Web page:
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I need some help regarding job control in linux.

I run my program out of a terminal, like this

$ ./test.elf &

My program/process is then being run as the background process.

After a while (let say 5 seconds), I type fg to put my process in the foreground.

After a while (let say 5 seconds), I want my program to go back to the background process and put the bash program as the foreground process, so that I can continue using the terminal.

Here is what I do:

  1. When startng my pprogram, I get the group process id of the foreground process (the bash program) using tcgetpgrp function.
  2. I then wait until my process is the foreground process. I use the tcgetpgrp(STDIN__FILENO).
  3. I then wait ~5 seconds
  4. Using tcsetpgrp I put the process which I got in point 1 above, in the foreground.

Problem is, I can see that my process is put in the background and the bash program in the foreground, but I cann't enter command in the terminal. The bash doesn't "return", it is still waiting or sleeping.

I know I can press Ctrl-z and then bg but I don't want to use that because after Ctrl-z is pressed my process is stopped and that isn't good because I am running a "real-time" control application. So I want to switch back to the terminal "instantly" without stopping or pausing my program.

Sorry if my description of my problem seems confusing.

Any comments?

share|improve this question
Why don't you use a dedicated terminal with your process running in foreground, while you do your other business in another terminal? –  mouviciel Feb 24 '12 at 8:45
Yes, that is what will happen: I use a dedicated terminal for testing and debugging my program (while in foreground) but when I am finished I want to terminate the terminal without stopping my program or pressing ctrl-z and then 'disown' –  joeks Feb 24 '12 at 8:59
If you terminate the terminal, how could it be possible to give control back to it? –  mouviciel Feb 24 '12 at 9:10

2 Answers 2

I have to admit that I am not 100% if this is the solution you are looking for, but what about using the GNU Screen utility? Your app can be running in one screen, while you have an available terminal in the other screen. Switching between screens is as easy as one keyboard-shortcut. The documentation for GNU screen can be found here.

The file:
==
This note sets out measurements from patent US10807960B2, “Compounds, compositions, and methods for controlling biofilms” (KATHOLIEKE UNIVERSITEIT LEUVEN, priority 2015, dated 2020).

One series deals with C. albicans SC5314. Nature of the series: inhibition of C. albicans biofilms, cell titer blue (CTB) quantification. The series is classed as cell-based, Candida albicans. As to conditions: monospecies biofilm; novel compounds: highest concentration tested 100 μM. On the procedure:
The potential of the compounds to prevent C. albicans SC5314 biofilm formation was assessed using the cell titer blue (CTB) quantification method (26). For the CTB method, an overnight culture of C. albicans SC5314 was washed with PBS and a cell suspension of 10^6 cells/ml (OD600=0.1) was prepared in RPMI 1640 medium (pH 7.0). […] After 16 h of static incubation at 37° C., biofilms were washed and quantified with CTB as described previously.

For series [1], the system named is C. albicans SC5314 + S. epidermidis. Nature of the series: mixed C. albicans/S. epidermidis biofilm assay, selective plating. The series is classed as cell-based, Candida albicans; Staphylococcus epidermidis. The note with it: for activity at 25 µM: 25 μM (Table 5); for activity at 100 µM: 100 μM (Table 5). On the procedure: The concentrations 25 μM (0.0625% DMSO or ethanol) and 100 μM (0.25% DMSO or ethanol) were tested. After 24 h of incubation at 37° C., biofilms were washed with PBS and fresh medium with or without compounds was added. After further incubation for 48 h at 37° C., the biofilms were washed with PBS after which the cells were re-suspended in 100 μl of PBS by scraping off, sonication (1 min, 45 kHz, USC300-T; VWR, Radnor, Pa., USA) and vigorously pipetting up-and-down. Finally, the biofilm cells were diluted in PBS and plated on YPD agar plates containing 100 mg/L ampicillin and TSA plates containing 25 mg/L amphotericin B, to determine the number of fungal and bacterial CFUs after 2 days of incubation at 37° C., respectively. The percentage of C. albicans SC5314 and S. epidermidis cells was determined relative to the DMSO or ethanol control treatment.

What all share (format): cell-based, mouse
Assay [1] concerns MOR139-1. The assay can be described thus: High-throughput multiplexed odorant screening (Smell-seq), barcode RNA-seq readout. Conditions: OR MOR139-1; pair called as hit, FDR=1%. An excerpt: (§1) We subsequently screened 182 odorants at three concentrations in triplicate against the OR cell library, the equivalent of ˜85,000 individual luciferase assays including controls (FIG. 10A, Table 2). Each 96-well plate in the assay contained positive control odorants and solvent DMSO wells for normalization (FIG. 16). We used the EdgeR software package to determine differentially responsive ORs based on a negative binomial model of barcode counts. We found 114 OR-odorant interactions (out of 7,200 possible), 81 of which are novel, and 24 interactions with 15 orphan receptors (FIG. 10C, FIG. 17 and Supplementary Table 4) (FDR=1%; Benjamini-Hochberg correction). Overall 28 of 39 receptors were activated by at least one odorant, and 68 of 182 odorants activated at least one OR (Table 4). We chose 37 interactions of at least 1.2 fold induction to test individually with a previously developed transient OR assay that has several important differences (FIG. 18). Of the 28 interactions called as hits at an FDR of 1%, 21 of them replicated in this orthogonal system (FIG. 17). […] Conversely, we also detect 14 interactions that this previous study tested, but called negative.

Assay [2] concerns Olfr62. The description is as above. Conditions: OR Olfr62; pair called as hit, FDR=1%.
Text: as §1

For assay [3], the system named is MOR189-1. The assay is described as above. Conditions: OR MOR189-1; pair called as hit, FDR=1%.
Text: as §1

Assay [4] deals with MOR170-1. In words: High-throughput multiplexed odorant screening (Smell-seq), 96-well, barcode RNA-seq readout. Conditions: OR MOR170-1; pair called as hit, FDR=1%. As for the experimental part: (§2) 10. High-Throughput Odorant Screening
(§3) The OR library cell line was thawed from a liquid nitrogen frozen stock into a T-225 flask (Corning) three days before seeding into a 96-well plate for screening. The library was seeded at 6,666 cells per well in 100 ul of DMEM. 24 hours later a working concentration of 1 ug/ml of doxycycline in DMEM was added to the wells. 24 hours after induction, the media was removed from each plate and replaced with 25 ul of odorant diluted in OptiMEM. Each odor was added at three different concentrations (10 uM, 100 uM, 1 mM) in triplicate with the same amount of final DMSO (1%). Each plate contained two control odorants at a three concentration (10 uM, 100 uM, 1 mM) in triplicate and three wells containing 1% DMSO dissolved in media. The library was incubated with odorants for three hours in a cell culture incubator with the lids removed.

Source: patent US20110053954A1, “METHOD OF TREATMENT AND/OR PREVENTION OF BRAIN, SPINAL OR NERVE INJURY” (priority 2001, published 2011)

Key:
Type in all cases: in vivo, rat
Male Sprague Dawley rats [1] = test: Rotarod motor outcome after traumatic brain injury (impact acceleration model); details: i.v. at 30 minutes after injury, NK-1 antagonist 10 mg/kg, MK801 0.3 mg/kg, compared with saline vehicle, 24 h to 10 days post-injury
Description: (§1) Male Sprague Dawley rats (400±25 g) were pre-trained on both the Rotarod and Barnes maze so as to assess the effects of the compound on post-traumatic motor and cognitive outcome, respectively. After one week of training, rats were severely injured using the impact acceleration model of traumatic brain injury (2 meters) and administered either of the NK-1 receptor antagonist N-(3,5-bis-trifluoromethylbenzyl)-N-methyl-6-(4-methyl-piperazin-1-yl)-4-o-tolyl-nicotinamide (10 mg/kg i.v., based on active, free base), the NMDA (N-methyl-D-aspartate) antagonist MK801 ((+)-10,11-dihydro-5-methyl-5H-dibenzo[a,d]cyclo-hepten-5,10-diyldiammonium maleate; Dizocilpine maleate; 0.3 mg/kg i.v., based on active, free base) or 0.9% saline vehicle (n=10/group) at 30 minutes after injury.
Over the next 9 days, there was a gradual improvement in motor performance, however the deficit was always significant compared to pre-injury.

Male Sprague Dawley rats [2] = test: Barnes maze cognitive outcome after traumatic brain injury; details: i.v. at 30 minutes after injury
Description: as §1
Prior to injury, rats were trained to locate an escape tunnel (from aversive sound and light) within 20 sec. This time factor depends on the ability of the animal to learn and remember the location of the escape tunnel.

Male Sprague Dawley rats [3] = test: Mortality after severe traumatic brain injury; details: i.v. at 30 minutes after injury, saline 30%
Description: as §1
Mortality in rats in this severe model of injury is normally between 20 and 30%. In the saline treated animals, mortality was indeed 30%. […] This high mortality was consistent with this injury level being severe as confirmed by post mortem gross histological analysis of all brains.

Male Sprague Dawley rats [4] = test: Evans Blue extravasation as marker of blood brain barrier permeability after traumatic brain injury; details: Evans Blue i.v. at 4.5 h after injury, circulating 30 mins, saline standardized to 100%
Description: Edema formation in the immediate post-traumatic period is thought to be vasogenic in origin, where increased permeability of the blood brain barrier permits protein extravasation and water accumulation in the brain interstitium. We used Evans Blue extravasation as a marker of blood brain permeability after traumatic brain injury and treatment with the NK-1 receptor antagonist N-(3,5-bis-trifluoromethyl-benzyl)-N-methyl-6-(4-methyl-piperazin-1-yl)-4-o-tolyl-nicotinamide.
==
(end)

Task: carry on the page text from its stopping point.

Another option could be the disown command (only available in Bash as far as I know). It lets you put a process to run in the background and some documentation is found here.

share|improve this answer
But when my process is in the foreground, how do I get back to the terminal to type in 'disown' (without stopping my process with ctrl-z)? I basically want to perform 'bg' and 'fg' but in my program. –  joeks Feb 24 '12 at 9:03
Hm, now that is a good question. Does this application only provide output or is it interactive? If it only provides output, one solution, even though it might be overkill, would be to fork the process and use named pipes to provide output to a client-like application. –  Kristian Evensen Feb 24 '12 at 9:33
It is interactive (reads commands from stdin). A thread reads commands from stdin and output info on stdout. When it receives a certain command it must "exit" the terminal and give stdin,stdout back to the terminal but the whole process must still be running –  joeks Feb 24 '12 at 9:39
Hm, are you sure you are using tcget/setgrp correctly? I.e., following the instructions here (especially the last two lines in this put_job_in_foreground example). I have had some strange behavior due to me not resoting state properly when switching between processes. –  Kristian Evensen Feb 24 '12 at 9:56

you can add the following in you script . it will give you terminal back for 5 second while your process in background .

timelimit=5; ## The time limit in seconds
NEW_PROMPT_COMMAND="; if [[ \\\$SECONDS -gt $timelimit ]]; then echo \\\"---Timelimit hit, shutting down shell---\\\"; flush_keyboard_buffer; exit; fi";
touch ~/.bashrc_timelimit;
cp ~/.bashrc ~/.bashrc_timelimit;
(cat ~/.bashrc; echo -e "\nPROMPT_COMMAND+=\"$NEW_PROMPT_COMMAND\"") > ~/.bashrc_timelimit;
bash --rcfile ~/.bashrc_timelimit;

try this running script for batter understanding -

function pause(){
read -n 1 -p "$*"
until [ "selection" = "0" ] ; do
echo " "
echo -e '\t\t\t' "Unix Helper Utility"
echo -e '\t\t\t' "==================="
echo " "
echo "[1] List File names in current directory"
echo "[2] Show Time and Date"
echo "[3] Process ID"
echo "[4] Send this menu to Background"
echo "[0] Exit"
echo " "
echo "Please pick an option listed above: "
read selection
echo " "
case $selection in
    1 ) clear
    echo " Current Directory list:"
    clear ;;
    2 ) clear
    clear ;;
    3 ) clear
    echo "option 3"
    clear ;;
    4 ) clear
    timelimit=5; ## The time limit in seconds
    NEW_PROMPT_COMMAND="; if [[ \\\$SECONDS -gt $timelimit ]]; then echo \\\"---Timelimit hit, shutting down shell---\\\"; flush_keyboard_buffer; exit;             fi";
    touch ~/.bashrc_timelimit;
    cp ~/.bashrc ~/.bashrc_timelimit;
    (cat ~/.bashrc; echo -e "\nPROMPT_COMMAND+=\"$NEW_PROMPT_COMMAND\"") > ~/.bashrc_timelimit;
    bash --rcfile ~/.bashrc_timelimit;
    clear ;;
    0 ) clear
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